Go Woke, Go Broke? Potential Legal Exposure for Florida Diversity Training Starts July 1

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The “Stop WOKE Act” (HB7) (the “Act”) is set to go into effect on July 1, 2022, following a court decision this week declining to enter an injunction to halt the Act. The Act, among other things, restricts employers from requiring diversity training that “espouses, promotes, advances, inculcates, or compels [employees] to believe” certain prohibited concepts related to race, color, sex or national origin. In a previous Legal Alert, we summarized the Act and provided insight into what this new law will mean for employers. While Florida’s law is the first of its kind, there is speculation that other states could adopt similar legislation in the future. 

Will the Stop WOKE Act Actually Go Into Effect on July 1?

It appears the Act will take effect July 1, 2022. Although a challenge to the law has been filed in the case of Falls, et al. v. DeSantis, et al., on June 27, 2022, a federal judge in the North District of Florida denied the request for a preliminary injunction from three of the plaintiffs, holding that they had not sufficiently shown that they are likely to establish standing for purposes of being entitled to a preliminary injunction to stop the Act from going into effect. The court did not rule on the injunction request of a fourth plaintiff, a University of Central Florida professor, and instead ordered the parties to submit additional briefs on whether a proposed rule directing how universities should carry out the law could affect that plaintiff’s standing.

The court also did not rule on the substance of the challenges to the Act’s constitutionality, leaving open the potential for additional lawsuits challenging the Act. Judge Mark E. Walker (Chief Judge of the Northern District of Florida, appointed by President Obama in 2012) specifically noted that the court “is not determining whether the challenged regulations are constitutional, morally correct, or good policy.”

Critics of the Act argue that employers are entitled to exercise their right to free expression under the First Amendment of the U.S. Constitution and that the Act unlawfully restricts that right.

While Judge Walker denied injunctive relief for most of the plaintiffs in the Falls case, he ended his decision with a quote from a landmark 1943 U.S. Supreme Court case (involving First Amendment rights as applied to the classroom), which he suggested was an observation intended for “those who applaud state suppression of ideas that the government finds displeasing.” The quote from that U.S. Supreme Court decision ends with an ominous prediction: “‘Those who begin coercive elimination of dissent soon find themselves exterminating dissenters. Compulsory unification of opinion achieves only the unanimity of the graveyard.’” See Judge Walker’s Order Denying Preliminary Injunction In Part (Jun. 27, 2022) at p. 22, quoting West Va. State Bd. of Educ. v. Barnette, 319 U.S. 624, 641 (1943) (holding that the First Amendment prevents students in public schools with religious objections from being forced to salute the American flag and recite the Pledge of Allegiance).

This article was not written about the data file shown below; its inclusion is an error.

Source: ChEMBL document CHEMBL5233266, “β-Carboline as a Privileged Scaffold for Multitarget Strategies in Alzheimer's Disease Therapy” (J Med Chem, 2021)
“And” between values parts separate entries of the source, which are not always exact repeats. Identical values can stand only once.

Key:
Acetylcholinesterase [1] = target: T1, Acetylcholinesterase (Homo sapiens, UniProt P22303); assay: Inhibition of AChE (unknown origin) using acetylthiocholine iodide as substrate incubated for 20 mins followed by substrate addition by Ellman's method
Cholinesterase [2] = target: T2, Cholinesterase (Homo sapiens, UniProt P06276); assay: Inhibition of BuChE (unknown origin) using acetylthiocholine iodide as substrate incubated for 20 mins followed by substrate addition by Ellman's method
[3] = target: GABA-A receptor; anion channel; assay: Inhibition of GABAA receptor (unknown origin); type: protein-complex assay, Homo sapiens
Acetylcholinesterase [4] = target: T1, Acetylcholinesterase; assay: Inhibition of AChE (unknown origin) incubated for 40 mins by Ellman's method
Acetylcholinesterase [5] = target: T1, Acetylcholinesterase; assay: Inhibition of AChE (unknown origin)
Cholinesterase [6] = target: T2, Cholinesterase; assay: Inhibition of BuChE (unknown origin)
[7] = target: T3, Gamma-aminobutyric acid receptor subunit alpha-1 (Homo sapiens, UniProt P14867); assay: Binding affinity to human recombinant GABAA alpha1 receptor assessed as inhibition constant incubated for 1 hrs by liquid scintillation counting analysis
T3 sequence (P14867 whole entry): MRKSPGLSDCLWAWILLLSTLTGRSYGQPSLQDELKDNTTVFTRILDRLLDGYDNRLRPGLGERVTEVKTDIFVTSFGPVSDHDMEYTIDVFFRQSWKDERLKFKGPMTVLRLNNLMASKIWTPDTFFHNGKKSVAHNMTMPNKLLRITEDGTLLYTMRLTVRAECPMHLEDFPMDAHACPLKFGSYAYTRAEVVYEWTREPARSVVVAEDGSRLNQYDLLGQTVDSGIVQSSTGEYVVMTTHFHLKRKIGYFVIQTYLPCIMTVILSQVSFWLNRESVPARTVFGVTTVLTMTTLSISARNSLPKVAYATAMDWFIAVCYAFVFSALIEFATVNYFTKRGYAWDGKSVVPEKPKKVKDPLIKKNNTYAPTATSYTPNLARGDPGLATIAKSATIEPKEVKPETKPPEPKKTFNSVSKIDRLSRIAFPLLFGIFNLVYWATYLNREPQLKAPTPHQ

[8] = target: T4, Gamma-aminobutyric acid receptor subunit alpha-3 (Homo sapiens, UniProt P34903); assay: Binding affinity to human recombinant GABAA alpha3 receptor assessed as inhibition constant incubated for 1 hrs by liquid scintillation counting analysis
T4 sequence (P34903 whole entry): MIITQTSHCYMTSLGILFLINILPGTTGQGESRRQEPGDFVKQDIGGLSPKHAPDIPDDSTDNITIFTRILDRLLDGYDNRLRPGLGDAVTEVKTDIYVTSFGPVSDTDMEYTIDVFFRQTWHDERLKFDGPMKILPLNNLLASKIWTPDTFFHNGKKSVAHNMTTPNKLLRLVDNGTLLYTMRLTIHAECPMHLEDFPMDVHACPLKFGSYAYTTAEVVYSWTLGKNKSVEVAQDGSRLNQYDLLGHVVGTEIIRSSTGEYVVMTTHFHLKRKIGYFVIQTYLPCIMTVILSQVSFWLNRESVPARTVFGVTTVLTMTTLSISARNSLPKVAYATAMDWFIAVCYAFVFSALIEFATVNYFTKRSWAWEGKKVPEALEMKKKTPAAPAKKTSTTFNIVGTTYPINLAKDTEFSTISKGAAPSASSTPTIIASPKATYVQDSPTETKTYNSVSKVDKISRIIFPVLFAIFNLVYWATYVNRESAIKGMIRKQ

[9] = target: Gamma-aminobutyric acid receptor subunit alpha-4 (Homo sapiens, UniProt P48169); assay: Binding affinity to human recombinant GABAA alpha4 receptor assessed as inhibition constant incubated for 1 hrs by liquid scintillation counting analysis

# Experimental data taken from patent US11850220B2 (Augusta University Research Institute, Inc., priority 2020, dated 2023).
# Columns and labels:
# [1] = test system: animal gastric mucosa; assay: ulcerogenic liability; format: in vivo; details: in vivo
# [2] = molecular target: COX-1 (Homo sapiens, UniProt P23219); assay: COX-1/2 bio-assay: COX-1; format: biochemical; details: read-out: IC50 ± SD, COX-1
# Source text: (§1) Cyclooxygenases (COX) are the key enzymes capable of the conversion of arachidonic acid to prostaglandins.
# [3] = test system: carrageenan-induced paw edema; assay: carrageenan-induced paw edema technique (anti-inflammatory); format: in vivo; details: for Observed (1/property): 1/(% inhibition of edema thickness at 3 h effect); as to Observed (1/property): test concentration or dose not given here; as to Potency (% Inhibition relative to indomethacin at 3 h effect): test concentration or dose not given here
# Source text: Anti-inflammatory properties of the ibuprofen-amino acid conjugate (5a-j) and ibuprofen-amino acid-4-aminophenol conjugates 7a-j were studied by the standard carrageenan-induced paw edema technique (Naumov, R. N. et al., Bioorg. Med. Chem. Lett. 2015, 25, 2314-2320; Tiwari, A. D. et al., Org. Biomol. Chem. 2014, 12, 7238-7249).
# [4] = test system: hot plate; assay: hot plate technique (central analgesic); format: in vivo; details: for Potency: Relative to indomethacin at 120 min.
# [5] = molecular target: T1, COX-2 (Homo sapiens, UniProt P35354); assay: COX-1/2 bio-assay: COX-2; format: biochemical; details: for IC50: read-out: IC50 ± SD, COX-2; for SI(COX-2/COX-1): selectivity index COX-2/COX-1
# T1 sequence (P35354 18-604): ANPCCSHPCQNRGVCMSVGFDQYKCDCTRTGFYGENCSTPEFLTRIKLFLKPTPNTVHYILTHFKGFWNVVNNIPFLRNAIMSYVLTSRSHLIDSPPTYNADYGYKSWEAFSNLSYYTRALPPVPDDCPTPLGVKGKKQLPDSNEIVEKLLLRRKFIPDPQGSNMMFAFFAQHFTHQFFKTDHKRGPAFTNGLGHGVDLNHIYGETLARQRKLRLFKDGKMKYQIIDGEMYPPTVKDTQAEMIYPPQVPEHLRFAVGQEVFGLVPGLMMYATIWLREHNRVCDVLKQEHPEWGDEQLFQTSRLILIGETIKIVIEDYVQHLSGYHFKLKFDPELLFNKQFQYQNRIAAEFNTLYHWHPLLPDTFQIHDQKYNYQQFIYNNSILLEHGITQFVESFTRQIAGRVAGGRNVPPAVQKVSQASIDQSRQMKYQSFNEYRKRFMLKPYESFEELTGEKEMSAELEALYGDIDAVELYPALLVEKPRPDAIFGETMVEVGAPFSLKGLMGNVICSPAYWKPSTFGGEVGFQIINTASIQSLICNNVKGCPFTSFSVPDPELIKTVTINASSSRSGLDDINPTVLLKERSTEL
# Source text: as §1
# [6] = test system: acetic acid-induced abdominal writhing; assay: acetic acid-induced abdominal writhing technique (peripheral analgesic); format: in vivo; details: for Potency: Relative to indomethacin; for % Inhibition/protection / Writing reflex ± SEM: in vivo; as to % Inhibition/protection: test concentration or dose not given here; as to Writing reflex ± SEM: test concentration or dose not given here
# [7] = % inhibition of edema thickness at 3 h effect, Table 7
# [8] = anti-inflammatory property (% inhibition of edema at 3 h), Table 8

A new lawsuit also challenging the Stop WOKE Act was filed in the U.S. District Court for the Northern District of Florida on June 22, 2022, Case No. 4:22-cv-227. The plaintiffs in that case include a technology company, a diversity, equity, inclusion, and justice (“DEIJ”) consultant, and a DEIJ consulting corporation. This case challenges the constitutionality of the Stop WOKE Act under the First and Fourteenth Amendments, arguing that the Act impermissibly constrains the rights of Florida private employers and DEIJ consultants. While the lawsuit purports to seek injunctive relief to prevent the state from enforcing the Act, as of the date of this alert, no hearing has been set to address this request. 

What Resources Are Available to Help Ensure Compliance?

When the Stop WOKE Act goes into effect on July 1, employers should ensure that their diversity, equity, and inclusion training materials are compliant with the new law. Failure to comply could lead to bad publicity, discrimination charges and costly litigation. Implementation of the Stop WOKE Act does not mean that Florida employers should stop all diversity trainings altogether. Failure to educate employees about how to create a more inclusive workforce comes with a different set of legal risks.

In the absence of specific guidance by the Florida Legislature, FordHarrison has provided answers to FAQs about the Stop WOKE Act. 

DISCLAIMER: Because of the generality of this update, the information provided herein may not be applicable in all situations and should not be acted upon without specific legal advice based on particular situations.

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